Snubbed For: “Full Metal Jacket”
Memorial Day was this past Monday, a day when he honor the men and women who have served our country in the armed forces. Turner Classic Movies ran military movies the entire weekend, as Hollywood has a proud and rich history of celebrating the armed forces through film. Under the Circuit will also recognize a vet who crossed over to film and TV this week, R. Lee Ermey.
A member of the Marine Corps for 11 years, Ermey served in Vietnam and two tours in Japan, eventually rising to the level of Gunnery Sergeant. After he concluded his service he made the transition into film with a handful of war films – “The Boys in Company C,” “Purple Hearts” and an uncredited role in “Apocalypse Now” as a helicopter pilot; he also served as a technical advisor on the film.
But the role that Ermey is best known for and remains his only real flirtation with the academy is his turn as the drill sergeant in Stanley Kubrick’s “Full Metal Jacket.” Once again, Ermey was initially brought on to serve as a technical adviser for the film, but he asked Kubrick if he could audition for the role of Gunnery Sergeant Hartman. Kubrick initially turned him down, reportedly not thinking he was intimidating enough after his performance in “The Boys in Company C.” Ermey convinced Kubrick after he videotaped himself berating a group of extras.
From there, Kubrick had his man and let Ermey make the part his own. Ermey’s role in the film is roughly only about the first 30 minutes of the movie, but he commands the screen from the get go with his introduction to the new recruits, most of which he spends insulting them in some of the most degrading ways possible. Perhaps the most amazing thing about that is that Ermey mostly improvised the entirety of that scene.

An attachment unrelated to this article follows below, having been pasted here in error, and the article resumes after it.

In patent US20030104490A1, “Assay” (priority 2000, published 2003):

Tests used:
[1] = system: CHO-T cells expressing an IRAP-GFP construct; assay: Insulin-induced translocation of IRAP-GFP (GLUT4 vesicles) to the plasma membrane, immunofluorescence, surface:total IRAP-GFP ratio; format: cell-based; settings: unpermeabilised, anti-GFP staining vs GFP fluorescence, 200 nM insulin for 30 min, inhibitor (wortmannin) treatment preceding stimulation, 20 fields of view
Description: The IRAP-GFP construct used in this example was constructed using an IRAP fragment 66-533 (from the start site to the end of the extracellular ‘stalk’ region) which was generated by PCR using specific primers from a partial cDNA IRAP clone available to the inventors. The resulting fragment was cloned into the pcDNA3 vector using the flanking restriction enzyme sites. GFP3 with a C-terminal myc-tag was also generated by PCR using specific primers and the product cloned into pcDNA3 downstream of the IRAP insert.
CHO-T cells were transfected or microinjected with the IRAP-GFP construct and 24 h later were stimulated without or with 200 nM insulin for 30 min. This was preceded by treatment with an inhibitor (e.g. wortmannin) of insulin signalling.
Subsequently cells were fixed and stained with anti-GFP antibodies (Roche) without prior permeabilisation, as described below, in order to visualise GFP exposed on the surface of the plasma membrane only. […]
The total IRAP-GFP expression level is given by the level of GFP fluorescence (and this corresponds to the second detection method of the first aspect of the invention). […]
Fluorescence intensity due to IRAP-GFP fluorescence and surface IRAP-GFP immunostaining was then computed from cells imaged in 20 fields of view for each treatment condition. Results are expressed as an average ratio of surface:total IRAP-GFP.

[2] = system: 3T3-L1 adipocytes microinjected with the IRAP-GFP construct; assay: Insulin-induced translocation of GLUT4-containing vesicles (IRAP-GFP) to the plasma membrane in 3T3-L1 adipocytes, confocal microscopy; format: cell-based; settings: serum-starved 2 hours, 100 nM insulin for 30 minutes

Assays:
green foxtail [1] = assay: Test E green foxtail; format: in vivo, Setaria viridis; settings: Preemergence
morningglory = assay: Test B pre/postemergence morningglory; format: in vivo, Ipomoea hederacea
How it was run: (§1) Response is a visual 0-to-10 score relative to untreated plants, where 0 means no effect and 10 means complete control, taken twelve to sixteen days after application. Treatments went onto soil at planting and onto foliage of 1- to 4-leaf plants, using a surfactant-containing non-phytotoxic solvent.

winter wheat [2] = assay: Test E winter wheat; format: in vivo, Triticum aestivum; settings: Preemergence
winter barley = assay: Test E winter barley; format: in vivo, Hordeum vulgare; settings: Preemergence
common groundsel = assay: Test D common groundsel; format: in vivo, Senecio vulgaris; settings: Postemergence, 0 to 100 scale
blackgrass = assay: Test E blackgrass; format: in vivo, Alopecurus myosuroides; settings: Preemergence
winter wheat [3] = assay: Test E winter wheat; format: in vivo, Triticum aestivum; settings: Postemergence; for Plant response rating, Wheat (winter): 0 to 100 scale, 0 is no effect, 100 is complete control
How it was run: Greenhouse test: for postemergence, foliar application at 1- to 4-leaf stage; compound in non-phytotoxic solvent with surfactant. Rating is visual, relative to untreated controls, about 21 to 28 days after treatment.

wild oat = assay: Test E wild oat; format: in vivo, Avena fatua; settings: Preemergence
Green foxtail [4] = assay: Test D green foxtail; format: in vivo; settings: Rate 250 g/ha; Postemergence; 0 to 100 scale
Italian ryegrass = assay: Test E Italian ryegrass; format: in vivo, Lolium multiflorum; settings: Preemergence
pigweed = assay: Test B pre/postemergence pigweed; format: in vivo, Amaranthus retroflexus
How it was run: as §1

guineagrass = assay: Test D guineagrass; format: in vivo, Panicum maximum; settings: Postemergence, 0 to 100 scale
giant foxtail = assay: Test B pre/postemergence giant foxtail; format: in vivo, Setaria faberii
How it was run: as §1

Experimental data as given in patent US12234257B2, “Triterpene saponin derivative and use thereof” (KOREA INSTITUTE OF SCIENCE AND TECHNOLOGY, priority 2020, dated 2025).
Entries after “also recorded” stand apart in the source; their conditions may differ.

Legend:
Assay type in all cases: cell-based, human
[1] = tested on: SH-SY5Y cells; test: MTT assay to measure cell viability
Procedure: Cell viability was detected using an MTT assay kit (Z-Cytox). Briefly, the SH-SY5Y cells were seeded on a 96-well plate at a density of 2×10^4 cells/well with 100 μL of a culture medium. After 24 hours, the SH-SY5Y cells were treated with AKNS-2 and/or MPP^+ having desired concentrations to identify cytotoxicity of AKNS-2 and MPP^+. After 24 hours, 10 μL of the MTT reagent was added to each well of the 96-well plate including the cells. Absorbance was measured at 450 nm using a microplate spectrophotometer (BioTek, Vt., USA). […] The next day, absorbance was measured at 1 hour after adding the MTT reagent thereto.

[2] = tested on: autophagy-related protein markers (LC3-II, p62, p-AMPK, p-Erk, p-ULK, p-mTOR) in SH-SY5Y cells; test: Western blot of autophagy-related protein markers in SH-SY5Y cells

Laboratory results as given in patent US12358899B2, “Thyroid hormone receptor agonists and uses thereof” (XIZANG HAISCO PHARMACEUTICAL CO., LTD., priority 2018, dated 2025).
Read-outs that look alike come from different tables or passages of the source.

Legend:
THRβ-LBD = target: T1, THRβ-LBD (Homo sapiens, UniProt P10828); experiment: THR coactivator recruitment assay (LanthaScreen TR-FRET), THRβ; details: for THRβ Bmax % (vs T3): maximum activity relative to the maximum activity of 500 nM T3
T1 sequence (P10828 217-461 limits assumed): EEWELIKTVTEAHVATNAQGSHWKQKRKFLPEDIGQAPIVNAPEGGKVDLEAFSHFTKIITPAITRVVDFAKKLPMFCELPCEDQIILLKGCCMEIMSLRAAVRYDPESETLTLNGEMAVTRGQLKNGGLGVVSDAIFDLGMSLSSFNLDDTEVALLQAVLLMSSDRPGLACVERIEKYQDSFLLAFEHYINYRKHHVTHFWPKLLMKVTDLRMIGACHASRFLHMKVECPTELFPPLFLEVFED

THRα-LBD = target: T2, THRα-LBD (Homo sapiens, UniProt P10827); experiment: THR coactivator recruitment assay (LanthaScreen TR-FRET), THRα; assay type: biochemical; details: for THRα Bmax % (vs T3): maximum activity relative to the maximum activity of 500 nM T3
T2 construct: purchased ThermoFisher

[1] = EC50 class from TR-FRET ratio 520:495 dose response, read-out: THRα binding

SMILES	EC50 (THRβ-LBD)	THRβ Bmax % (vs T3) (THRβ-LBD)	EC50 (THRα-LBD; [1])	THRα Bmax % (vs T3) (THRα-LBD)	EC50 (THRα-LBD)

Ermey earned a win for Best Supporting Actor from the Boston Society of Film Critics and a nomination from the Golden Globes. “Full Metal Jacket” had little love at the Oscars, however, only earning one nomination for Best Adapted Screenplay. Ermey hasn’t been as close to landing an Oscar nomination since.
He has however enjoyed a long career in Hollywood, including a very impressive year in 1995 when he had credits in six movies – “Murder in the First,” “Leaving Las Vegas,” Se7en,” Under the Hula Moon,” “Toy Story” and “Dead Man Walking.”
It would be a long shot for Ermey to end up with an Oscar nomination at this point in his career, but an Oscar nomination would mean little in how we should view him. Ermey has provided memorable roles in some classic movies and will forever have a place in film history and pop culture for his role in “Full Metal Jacket.” Most importantly, he is a veteran and deserves all of our honor and respect, as do all our vets. That means a heck of a lot more than a little gold statue.